Law school is hard. Being a lawyer is harder. But that difficulties and responsibilities come with entering the legal profession is not something to bemoan or a cause to run away. Nor should the difficulty of legal education and practice be sought purely as a means to financial rewards, especially since these rewards are becoming all the more elusive in today’s world. It is an opportunity for intellectual development and experience, all lifetime benefits to embrace.
The difficulty starts from the moment we study for the LSAT. In our first years, we are tasked with reading and processing and cogently articulating concepts gleaned (or pulled like teeth) from ancient cases about barrels falling out of windows, churches burning down, and smoke balls that supposedly cured every minor ailment under the sun. Come second year, we may find ourselves toiling in the law review cite-check room as staffers or coming out of our shells as we practice oral argument for Appellate Writing & Advocacy, along with even more copious amounts of reading, this time on topics like criminal process, agency and corporate law, taxation, postmortem property transfers, and intellectual property. Then you will get the taste of working as an attorney, whether in a summer associate position at a large firm or clerking for a mid-size or smaller firm, in which your legal studies for the first time become “real.” When third year arrives, you will have the chance to take workshops on pretrial practice and contract drafting among others, and (you guessed it) more reading. In sum, as Justice Stephen Breyer was right to tell his children, “[I]f you do your homework really well, . . . you can do homework the rest of your life!”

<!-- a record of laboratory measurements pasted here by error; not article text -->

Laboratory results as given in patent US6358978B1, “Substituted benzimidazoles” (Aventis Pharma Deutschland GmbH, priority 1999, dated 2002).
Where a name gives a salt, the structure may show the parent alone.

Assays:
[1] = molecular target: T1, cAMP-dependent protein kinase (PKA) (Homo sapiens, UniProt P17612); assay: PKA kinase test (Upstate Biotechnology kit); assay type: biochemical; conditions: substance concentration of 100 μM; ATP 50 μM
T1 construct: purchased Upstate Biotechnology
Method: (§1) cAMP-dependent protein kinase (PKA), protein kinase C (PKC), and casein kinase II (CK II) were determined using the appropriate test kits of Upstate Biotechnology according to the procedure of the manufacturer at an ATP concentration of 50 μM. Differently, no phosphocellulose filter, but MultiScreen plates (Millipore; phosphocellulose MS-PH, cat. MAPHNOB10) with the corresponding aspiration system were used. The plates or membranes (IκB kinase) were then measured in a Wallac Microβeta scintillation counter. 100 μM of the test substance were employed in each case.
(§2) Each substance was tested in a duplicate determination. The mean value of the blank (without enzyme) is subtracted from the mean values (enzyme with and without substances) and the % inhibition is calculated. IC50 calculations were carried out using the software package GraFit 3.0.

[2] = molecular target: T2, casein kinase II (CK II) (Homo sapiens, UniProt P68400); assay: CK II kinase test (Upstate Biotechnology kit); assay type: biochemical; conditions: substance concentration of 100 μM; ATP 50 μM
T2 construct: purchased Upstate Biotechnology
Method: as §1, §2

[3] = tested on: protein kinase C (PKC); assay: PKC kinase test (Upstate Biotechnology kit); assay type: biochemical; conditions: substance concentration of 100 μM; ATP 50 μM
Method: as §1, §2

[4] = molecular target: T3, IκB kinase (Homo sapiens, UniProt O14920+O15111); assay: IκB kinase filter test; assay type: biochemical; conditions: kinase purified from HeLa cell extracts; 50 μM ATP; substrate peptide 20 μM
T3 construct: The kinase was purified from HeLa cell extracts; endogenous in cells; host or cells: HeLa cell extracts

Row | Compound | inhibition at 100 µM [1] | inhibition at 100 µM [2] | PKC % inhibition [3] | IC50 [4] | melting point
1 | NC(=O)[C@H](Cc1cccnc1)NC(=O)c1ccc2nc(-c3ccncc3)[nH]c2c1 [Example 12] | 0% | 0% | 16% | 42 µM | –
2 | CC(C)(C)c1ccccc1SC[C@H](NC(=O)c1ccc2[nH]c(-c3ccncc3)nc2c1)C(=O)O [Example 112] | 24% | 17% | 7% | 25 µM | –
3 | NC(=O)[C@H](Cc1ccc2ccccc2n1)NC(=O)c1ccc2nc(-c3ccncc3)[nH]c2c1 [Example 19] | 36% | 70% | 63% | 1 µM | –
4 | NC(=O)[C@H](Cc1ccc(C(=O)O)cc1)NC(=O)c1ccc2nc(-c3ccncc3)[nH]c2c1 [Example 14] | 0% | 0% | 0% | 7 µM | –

Once you begin practicing in the real world, you will have even more difficult homework, and the stakes are even higher.